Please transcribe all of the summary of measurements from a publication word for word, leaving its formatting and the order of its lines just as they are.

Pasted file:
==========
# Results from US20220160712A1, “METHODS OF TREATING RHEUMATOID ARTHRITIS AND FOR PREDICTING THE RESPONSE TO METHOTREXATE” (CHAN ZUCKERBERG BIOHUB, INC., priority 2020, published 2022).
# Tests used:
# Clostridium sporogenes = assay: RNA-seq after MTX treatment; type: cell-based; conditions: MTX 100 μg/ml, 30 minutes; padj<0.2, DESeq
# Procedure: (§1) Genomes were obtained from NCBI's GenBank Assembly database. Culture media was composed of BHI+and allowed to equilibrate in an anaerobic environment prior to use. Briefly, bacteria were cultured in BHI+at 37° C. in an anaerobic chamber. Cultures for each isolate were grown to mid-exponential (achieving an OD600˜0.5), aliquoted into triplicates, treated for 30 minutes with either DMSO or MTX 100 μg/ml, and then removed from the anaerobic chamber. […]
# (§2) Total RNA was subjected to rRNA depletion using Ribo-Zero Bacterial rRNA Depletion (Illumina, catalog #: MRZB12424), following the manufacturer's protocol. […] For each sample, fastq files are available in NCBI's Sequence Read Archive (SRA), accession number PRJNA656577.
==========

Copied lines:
# Results from US20220160712A1, “METHODS OF TREATING RHEUMATOID ARTHRITIS AND FOR PREDICTING THE RESPONSE TO METHOTREXATE” (CHAN ZUCKERBERG BIOHUB, INC., priority 2020, published 2022).
# Tests used:
# Clostridium sporogenes = assay: RNA-seq after MTX treatment; type: cell-based; conditions: MTX 100 μg/ml, 30 minutes; padj<0.2, DESeq
# Procedure: (§1) Genomes were obtained from NCBI's GenBank Assembly database. Culture media was composed of BHI+and allowed to equilibrate in an anaerobic environment prior to use. Briefly, bacteria were cultured in BHI+at 37° C. in an anaerobic chamber. Cultures for each isolate were grown to mid-exponential (achieving an OD600˜0.5), aliquoted into triplicates, treated for 30 minutes with either DMSO or MTX 100 μg/ml, and then removed from the anaerobic chamber. […]
# (§2) Total RNA was subjected to rRNA depletion using Ribo-Zero Bacterial rRNA Depletion (Illumina, catalog #: MRZB12424), following the manufacturer's protocol. […] For each sample, fastq files are available in NCBI's Sequence Read Archive (SRA), accession number PRJNA656577.